But I do not think so. For if the rule for our universe is at all simple, then I expect that to introduce a new phenomenon, however esoteric, will involve modifying some basic part of the rule, which will also affect even common everyday phenomena.
But why should we believe that the rule for our universe is in fact simple? Certainly among all possible rules of a particular kind only a limited number can ever be considered simple, and these rules are by definition somehow special. Yet looking at the history of science, one might expect that in the end there would turn out to be nothing special about the rule for our universe—just as there has turned out to be nothing special about our position in the solar system or the galaxy.
Indeed, one might assume that there are in fact an infinite number of universes, each with a different rule, and that we simply live in a particular—and essentially arbitrary—one of them.
It is unlikely to be possible to show for certain that such a theory is not correct. But one of its consequences is that it gives us no reason to think that the rule for our particular universe should be in any way simple. For among all possible rules, the overwhelming majority will not be simple; in fact, they will instead tend to be almost infinitely complex.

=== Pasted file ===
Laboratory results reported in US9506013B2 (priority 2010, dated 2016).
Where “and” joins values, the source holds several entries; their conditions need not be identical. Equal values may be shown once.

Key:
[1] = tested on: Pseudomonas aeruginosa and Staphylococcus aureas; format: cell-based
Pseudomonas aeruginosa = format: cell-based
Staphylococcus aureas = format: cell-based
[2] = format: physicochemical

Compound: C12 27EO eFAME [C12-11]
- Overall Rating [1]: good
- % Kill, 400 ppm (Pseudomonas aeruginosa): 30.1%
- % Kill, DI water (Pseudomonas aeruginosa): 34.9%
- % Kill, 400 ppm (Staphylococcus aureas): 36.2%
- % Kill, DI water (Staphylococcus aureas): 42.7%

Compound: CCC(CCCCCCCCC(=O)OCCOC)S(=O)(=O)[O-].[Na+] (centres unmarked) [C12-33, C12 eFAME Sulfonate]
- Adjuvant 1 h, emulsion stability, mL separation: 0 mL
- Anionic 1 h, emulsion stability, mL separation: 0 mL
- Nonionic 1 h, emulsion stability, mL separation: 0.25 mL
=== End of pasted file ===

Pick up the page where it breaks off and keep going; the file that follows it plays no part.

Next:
Yet we know, I think, that the rule for our universe is not too complex. For if the number of different parts of the rule were, for example, comparable to the number of different situations that have ever arisen in the history of the universe, then we would not expect ever to be able to describe the behavior of the universe using only a limited number of physical laws.
And in fact if one looks at present-day physics, there are not only a limited number of physical laws, but also the individual laws often seem to have the simplest forms out of various alternatives. And knowing this, one might be led to believe that for some reason the universe is set up to have the simplest rules throughout.
But, unfortunately perhaps, I do not think that this conclusion necessarily follows. For as I have discussed above, I strongly suspect that the vast majority of physical laws discovered so far are not truly fundamental, but are instead merely emergent features of the large-scale behavior of some ultimate underlying rule. And what this